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Moody Bible Institute will celebrate 125 years of ministry in 2011. The “official” history of MBI is being updated by Jim Vincent, to be released in time for Founder’s Week in February, 2011.
Jim Vincent (BA, UCLA; MA, UIC), was a member of faculty, an editor of Moody Magazine, and is today a senior editor for Moody Publishers. Jim helped update The Story of MBI (released in 1986), and has written Parting the Waters and co-authored A Vision with Wings.
This volume will be the most comprehensive, up to date review of the history, ministry and impact of the Moody Bible Institute of Chicago. A four color photo insert is planned, along with a helpful appendix with the original constitution and bylaws, as well as a timeline of significant dates and events.
In the eerie, classic television show The Twilight Zone, characters caught in the zone wanted nothing more than to return to normal life. Similarly, survivors of severe trauma fall into the trauma zone–place they want to escape from, but can’t. Some cannot move forward, feeling stuck and victimized by their past. Some cannot see the present, living in denial of what has happened. And others cannot learn from the past, repeating the same mistakes over and over. All of them find they can’t cope with the overwhelming emotions that accompany trauma. Collins, a licensed psychologist with over 25 years experience in the healthcare field, believes there is a way out of the trauma zone and back to emotional health, a path he outlines in this practical, encouraging book.
A competitive athlete trains for one thing- the game. Having the skills and knowing how to play aren’t enough- you need to perform when it matters. Yet so many of those same athletes live in a spiritual offseason. They have faith. They know the Word. But they sit back and watch others take the lead. Get in the Game encourages athletes to transfer their drive and determination to the spiritual realm and shows that there is far more than a game on the line.
Our culture is driven by a concept of beauty that negatively impacts adolescent girls. The Scriptures are full of assurances regarding our identity in Christ, inherent worth to the Creator, and the secrets to tapping into the source of true and lasting beauty, yet girls and young women continue to struggle with their focus on outer beauty. In Graffiti: Learning to See the Art in Ourselves, Erin Davis applies the language of God’s Word on identity, beauty, and worth to the life of a contemporary young woman. In fact, women who have never adequately dealt with this issue will find themselves reviewing their youth, and redirecting their spiritual eyes.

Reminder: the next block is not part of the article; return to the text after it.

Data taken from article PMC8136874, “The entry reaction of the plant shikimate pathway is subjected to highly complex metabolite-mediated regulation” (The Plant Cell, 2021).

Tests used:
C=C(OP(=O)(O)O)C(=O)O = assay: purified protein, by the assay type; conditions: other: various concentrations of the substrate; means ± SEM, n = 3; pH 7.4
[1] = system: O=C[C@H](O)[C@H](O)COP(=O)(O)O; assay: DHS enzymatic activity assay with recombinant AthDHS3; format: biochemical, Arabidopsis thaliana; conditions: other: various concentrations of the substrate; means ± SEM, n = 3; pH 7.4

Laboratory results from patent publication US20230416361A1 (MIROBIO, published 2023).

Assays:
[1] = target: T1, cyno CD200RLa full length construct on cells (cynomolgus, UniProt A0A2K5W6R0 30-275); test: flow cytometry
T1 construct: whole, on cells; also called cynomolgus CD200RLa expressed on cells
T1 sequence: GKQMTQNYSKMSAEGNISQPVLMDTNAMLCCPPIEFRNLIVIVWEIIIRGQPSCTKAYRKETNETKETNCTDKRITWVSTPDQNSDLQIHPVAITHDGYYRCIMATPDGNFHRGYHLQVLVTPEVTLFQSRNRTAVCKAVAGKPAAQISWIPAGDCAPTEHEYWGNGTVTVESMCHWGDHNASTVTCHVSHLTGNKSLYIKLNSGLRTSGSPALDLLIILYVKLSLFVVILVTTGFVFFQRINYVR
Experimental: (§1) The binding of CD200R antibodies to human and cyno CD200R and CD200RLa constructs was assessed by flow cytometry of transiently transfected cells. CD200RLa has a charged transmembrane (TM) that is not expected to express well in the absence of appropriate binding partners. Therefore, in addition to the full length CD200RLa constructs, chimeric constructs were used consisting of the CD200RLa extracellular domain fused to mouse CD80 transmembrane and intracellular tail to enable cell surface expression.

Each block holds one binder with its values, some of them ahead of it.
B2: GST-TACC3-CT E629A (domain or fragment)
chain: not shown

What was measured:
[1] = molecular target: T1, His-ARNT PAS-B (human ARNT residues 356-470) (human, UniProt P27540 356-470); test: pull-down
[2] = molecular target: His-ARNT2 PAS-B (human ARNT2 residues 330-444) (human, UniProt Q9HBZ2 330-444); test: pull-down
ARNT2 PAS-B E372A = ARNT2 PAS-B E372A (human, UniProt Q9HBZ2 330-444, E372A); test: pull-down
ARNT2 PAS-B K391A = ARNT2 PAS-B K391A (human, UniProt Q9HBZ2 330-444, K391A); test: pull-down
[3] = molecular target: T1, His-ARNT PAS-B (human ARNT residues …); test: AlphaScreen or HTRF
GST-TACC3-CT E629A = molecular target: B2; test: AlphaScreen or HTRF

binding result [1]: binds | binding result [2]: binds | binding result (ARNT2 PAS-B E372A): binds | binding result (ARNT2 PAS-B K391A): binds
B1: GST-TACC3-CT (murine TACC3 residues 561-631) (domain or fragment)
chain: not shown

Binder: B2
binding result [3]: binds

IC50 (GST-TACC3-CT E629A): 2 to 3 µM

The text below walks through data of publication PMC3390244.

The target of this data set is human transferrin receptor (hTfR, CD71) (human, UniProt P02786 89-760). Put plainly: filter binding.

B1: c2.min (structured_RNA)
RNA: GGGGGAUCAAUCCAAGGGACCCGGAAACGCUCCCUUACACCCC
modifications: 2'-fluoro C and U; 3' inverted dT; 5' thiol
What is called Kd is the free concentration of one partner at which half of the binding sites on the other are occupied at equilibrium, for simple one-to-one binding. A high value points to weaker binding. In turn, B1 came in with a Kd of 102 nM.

There’s only one way to overcome a spiritual terrorist.
The war on terror is out of balance. Billions of dollars and cutting-edge weaponry pitted against faceless zealots. Cunning foes who fight dirty. Though inferior in strength, they remain surprisingly deadly.
In spiritual terms, this conflict perfectly illustrates our vulnerability to Satan’s attacks. He exploits every advantage to destroy us–and his advantages are considerable. He’s a lot smarter than we are, he knows our weak points, he’s invisible, and he breaks all rules. How can we possibly defend ourselves against such an adversary?
The only way to overcome such a deadly foe is to know what Scripture says on the matter. Ray Pritchard tackles this challenge in Stealth Attack. By drawing upon the teaching and examples of Jesus, Peter, Paul, and others, he offers practical steps for outmaneuvering the most shameless and stealthy foe imaginable.
“I lived in Afghanistan for five years. I learned the rules – I had to.”
Riveting and fast paced, In the Land of Blue Burqas depicts sharing the love and truth of Christ with women living in Afghanistan, which has been called “the world’s most dangerous country in which to be born a woman.”
These stories are honest and true. The harsh reality of their lives is not sugar-coated, and that adds to the impact of this book. Through storytelling, the author shows how people who don’t know Christ come to see Him, His truth, and His beauty. The stories provide insight into how a Jesus-follower brought Jesus’ teachings of the Kingdom of God to Afghanistan. They reveal the splendor of Christ, the desire of human hearts, and that precious instance where the two meet.
All of the names ofthose involved—including Kate’s—plus the locations have been changed to protect the participants.
When church and culture look the same…
For the many Christians eager to prove we can be both holy and cool, cultural pressures are too much. We either compartmentalize our faith or drift from it altogether—into a world that’s so alluring.
Have you wondered lately:
Why does the Western church look so much like the world?
Why are so many of my friends leaving the faith?
How can we get back to our roots?
Disappearing Church will help you sort through concerns like these, guiding you in a thoughtful, faithful, and hopeful response. Weaving together art, history, and theology, pastor and cultural observer Mark Sayers reminds us that real growth happens when the church embraces its countercultural witness, not when it blends in.
It’s like Jesus said long ago, “If the salt loses its saltiness, it is no longer good for anything…”